6) The supposedly high prices for TeleVue really aren't that high. It's that expectations have changed. If you take the average weekly income for a typical American worker, a TeleVue 82 degree Nagler costs less than a week's income. An Erfle eyepiece in 1965 would have been pretty close to the same percentage of a week's income. Yet, the Nagler is better in every single parameter of eyepiece design and manufacture. In a sense, the Nagler is cheaper, if you think in 1965 dollars and only count inflation. With inflation only, a $50 eyepiece in 1965 would be $359 today. Yet, $359 today gets a vastly superior eyepiece to $50 in 1965. We paid $50 for a lot of eyepieces then. Why doesn't everyone look at paying $359 the same way?

7) And along the way, the cost of aluminum, brass, glass, rare earths, coatings, freight, and energy, and labor costs have all gone up, yet most of those cost increases don't show up in the retail prices.

8) So is it possible for a person who has a modest income to be able to afford to buy a TeleVue eyepiece? Sure, but it's all about priorities. When I was young and couldn't afford a car or even a telephone, I had a top-of-the-line bicycle. And that bicycle cost me a month's income. I was racing, and that was my priority. I have friends who fish and golf and race cars, and they all spend vastly larger sums on their hobbies than I spend on astronomy. My friend who races cars spends the equivalent of an Ethos eyepiece every week on racing. Obviously, his income isn't as limited as some people looking at purchasing a TeleVue eyepiece for whom that expenditure would be hard. But it's his priority. I owned over a hundred eyepieces at a time when my income was 1/5 the level it is now. Now I have 8 for 3 scopes and though they are more expensive per unit, I have a lot less money tied up in eyepieces than I did then. Priorities.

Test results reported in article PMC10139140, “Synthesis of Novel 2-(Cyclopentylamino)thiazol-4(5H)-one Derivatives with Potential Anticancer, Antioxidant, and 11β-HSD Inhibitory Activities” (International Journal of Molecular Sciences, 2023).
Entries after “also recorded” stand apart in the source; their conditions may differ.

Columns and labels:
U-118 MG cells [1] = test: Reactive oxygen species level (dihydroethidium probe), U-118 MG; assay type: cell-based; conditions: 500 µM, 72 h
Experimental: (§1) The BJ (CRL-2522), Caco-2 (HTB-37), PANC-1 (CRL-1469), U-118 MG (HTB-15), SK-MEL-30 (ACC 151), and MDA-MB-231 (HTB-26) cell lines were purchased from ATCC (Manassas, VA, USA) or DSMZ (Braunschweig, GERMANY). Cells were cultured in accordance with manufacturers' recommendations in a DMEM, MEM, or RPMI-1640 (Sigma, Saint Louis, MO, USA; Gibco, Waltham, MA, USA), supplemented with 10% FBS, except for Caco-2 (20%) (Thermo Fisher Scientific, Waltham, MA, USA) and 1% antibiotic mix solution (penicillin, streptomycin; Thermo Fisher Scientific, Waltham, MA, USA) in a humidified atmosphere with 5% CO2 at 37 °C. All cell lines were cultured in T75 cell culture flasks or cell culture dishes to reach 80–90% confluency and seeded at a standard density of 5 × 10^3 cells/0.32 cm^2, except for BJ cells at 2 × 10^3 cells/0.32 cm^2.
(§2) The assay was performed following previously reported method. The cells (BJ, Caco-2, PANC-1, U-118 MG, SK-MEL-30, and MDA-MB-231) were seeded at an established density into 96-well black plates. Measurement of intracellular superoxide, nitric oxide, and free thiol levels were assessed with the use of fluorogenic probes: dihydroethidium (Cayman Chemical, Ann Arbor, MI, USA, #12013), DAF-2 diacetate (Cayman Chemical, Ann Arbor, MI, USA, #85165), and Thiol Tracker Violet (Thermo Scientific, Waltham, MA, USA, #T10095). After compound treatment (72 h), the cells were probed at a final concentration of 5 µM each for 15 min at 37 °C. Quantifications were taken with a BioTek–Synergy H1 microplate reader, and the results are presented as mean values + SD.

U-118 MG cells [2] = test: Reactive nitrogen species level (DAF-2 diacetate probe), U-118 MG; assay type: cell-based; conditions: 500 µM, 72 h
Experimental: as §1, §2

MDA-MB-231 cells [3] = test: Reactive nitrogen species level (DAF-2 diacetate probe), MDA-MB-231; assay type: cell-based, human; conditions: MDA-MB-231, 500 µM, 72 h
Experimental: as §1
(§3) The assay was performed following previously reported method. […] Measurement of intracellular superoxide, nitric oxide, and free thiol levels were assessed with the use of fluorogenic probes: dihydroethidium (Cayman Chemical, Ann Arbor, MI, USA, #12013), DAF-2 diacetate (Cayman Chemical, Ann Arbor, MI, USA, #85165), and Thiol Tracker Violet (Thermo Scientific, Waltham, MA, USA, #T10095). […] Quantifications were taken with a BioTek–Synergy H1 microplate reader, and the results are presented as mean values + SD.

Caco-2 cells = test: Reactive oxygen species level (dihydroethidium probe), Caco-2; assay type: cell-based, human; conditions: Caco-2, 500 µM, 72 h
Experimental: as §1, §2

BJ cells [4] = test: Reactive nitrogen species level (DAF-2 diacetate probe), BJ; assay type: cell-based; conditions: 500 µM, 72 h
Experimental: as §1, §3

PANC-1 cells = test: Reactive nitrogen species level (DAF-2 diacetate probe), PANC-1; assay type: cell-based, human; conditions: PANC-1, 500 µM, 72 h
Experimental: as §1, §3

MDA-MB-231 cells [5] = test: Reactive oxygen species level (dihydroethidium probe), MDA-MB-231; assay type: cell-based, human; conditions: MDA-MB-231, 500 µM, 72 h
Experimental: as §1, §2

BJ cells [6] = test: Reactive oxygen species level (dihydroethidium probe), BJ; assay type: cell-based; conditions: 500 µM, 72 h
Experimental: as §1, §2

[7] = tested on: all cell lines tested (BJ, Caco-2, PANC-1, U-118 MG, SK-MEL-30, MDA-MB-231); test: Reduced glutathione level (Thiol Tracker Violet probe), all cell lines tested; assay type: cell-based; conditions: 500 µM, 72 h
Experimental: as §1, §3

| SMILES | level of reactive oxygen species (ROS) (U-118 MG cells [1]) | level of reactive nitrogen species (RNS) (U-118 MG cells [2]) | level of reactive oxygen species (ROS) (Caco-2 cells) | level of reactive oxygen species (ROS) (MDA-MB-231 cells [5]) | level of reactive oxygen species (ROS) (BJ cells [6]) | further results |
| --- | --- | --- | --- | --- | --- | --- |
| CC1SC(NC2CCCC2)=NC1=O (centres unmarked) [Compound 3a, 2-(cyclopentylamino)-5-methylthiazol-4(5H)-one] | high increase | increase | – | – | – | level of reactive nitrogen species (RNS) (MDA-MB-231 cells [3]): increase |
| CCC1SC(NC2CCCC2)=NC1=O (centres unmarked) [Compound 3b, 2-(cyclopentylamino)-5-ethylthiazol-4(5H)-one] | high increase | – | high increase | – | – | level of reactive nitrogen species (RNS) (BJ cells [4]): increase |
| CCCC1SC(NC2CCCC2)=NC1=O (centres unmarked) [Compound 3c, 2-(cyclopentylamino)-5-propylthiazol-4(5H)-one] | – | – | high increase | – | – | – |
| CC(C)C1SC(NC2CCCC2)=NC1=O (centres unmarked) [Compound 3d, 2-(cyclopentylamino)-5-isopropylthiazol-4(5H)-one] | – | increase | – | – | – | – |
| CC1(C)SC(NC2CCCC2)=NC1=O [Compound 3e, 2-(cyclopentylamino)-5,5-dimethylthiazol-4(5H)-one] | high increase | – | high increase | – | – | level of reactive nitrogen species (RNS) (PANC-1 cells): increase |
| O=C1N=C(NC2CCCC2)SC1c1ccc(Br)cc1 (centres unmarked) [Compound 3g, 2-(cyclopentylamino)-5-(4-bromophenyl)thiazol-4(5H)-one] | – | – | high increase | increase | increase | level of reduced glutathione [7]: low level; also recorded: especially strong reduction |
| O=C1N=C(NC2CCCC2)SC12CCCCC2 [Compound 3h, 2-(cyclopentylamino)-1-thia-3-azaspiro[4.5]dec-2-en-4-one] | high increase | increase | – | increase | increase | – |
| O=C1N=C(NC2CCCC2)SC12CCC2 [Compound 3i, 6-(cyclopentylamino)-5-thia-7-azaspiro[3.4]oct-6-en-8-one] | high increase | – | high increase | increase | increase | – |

9) I can totally understand why purchasing a top-of-the-line eyepiece might not be a priority in your life. But if you felt like you could afford it, would you? And are there other things in your life you spend more money on than astronomy? Then you are merely prioritizing your purchases. Most people I know who work for a living and have a take home pay could afford to buy TeleVue eyepieces. You might buy fewer of them than the inexpensive brands, and your purchases might take more time. But, telescopes come and go, while eyepieces stick around a lot longer (witness the number of CNers who have piles of them).

10) Last, TeleVue does have some lower-priced eyepieces. They are super high quality 50 degree field eyepieces, just not 82 degree.

There is no question that the inexpensive eyepieces have improved in quality over the last couple decades. And that's a good thing for astronomy. Telescopes have gone down and have improved a lot. We have China to thank for that. But if you look at where the top-of-the-line astronomy stuff comes from, it's Japan, USA, Europe, where labor costs are high, and design quality and standards are still higher. Taiwan is transitioning (or has transitioned) into that market. It's no accident the high-end stuff comes from those places.

Just a little different point of view from some posters.




Great post. In my other hobby that involves optics, photography, a $1200 lens would be considered very moderately priced. Top of the line lenses may cost 10X that much.